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Best Martial Arts for Disarming Weapons

Best Martial Arts for Disarming Weapons

9 Feb 2022 16:25
Paco Lozano / Judo y Otros

Whatever way you look at it, you have to know that your own body is your most important self-defense tool. Understanding that you are not defenseless if you don’t have any tools or weapons on your hand is relieving to many. Learning martial art allows you to make your own body into a weapon. You don't have to choose just one of these options, but some of them could be helpful if you need to take action.


There's no doubt that boxing is primarily about punching, but it's actually more complex than that. It is also one of the popular betting options at some of the best online casinos for canadians you can find. Several sub-styles under boxing influence the way a fighter behaves in the ring. Among them are the classic boxer out-fighter, the boxer-puncher, the counter-puncher, the brawler and slugger, and the swarmer/in-fighter. Nevertheless, great boxers can employ a variety of these styles. The limitations of boxing are hardly a disadvantage when used by an experienced striker who is capable of using each strike effectively.

Krav Maga

Most martial arts encourage the avoidance of conflicts first and foremost, and Krav Maga is no exception. This form of self-defense, however, relies on disabling opponents quickly and efficiently in order to deal with their attack. In Hebrew, Krav Maga means "contact combat," and this term speaks to the aggressive nature of the art. Yes, this martial art is the very embodiment of the phrase "the best defense is a good offense.". Derived from boxing, wrestling, Muay Thai, Jujutsu, Aikido, Judo, and a considerable amount of street fighting, Krav Maga emphasizes continuous strikes and quick responses. The technique is especially effective when faced with multiple attackers.


In addition to many martial arts containing multiple styles, none of them are as thorough as MMA. Both users and teachers are encouraged to incorporate the best of seemingly every other martial art into their style, depending on the situation. Often, this can be observed in the training of professional fighters who will incorporate techniques that directly counter those of their opponents. When facing off against a champion boxer, an MMA fighter might suggest taking the fight to the floor and countering with grappling. Every MMA gym has its own focus, and so do individual instructors, so it's fairly simple for any student to find a version they like and practice it consistently.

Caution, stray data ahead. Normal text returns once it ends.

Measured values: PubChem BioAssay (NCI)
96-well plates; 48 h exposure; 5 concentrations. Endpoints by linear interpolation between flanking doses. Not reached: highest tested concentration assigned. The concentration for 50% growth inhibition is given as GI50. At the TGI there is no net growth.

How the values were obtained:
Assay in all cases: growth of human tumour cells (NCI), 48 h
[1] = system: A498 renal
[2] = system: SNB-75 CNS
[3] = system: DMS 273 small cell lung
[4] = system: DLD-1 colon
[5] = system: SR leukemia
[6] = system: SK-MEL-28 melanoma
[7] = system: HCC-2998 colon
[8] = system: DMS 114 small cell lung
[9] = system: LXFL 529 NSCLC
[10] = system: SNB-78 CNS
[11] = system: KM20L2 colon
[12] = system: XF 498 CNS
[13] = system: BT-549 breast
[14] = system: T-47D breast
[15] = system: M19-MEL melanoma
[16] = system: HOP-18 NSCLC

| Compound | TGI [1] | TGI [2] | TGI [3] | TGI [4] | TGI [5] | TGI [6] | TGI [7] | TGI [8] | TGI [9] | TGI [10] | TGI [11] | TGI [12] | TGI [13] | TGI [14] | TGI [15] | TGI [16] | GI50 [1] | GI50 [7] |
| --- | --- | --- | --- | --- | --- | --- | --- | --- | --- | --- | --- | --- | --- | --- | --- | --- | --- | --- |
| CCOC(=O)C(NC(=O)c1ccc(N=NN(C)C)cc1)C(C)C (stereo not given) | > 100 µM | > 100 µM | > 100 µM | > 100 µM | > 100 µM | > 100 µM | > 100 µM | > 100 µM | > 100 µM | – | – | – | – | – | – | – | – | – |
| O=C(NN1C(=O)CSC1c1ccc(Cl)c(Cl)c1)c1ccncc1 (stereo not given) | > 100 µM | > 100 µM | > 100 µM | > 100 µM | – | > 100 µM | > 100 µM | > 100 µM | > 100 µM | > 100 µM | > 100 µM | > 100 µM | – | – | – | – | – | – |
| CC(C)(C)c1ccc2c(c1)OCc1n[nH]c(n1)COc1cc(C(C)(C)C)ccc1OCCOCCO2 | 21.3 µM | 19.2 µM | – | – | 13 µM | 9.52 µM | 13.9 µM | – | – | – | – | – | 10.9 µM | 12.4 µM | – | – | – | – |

Its name implies that its effectiveness lies less in attacking and more in redirecting and disabling opponents. Similarly, it is based on the principle of 'maximum efficiency, minimum effort' - that is, the attacker should generate as little energy as possible while the user utilizes it to fortify themselves. Applied alone, Judo is virtually free of striking. In this method, opponents are disarmed and disabled by throwing and grappling. Nevertheless, it is designed for real-world practical use and was designed for worst-case scenarios in mind. Therefore, you should not assume that this is a martial art that emphasizes form over function.

Muay Thai

There are two main categories of Muay Thai: Mae Mai and Luk Mai. A variety of jabs, hooks, uppercuts, superman punches, elbow strikes, shin kicks, roundhouses, shin punches, and knee strikes can be seen here. A Muay Thai expert uses the nearly entirely offensive techniques he has created as one of the most formidable forms of combat. However, for amateurs, it can pose a risk due to the constant motion and energy it requires. It's also an excellent exercise method if you're interested in getting more fit while learning how to fight.


The ethos of Aikido is based on the founder's commitment to universal peace. To say it in simpler terms, this martial art is as peaceful as it gets. Similarly, it focuses on a series of grabs and throws to protect itself and disarm and incapacitate opponents as swiftly and efficiently as possible - with as little bodily harm as possible to all parties involved. Although Aikido has some strikes, there is also a component of weapons combat, including sword and knife fighting, although this is more usually used to teach students how to disarm an attacker.


Japanese martial disciplines such as Judo and Aikido tend to emphasize redirection and throwing, while discipline like Jiu-Jitsu is more closely associated with wrestling. Jiu-Jitsu still incorporates the throwing fundamental, but it is more a technique for getting your opponent into a position to grapple with you. In Jiu-Jitsu, chokeholds, joint locks, and immobilization are used more commonly than striking techniques that are common across karate-related martial arts. However, don't be discouraged by its lack of punches, as this form of combat is widely regarded as one of the best in the world by specialists.

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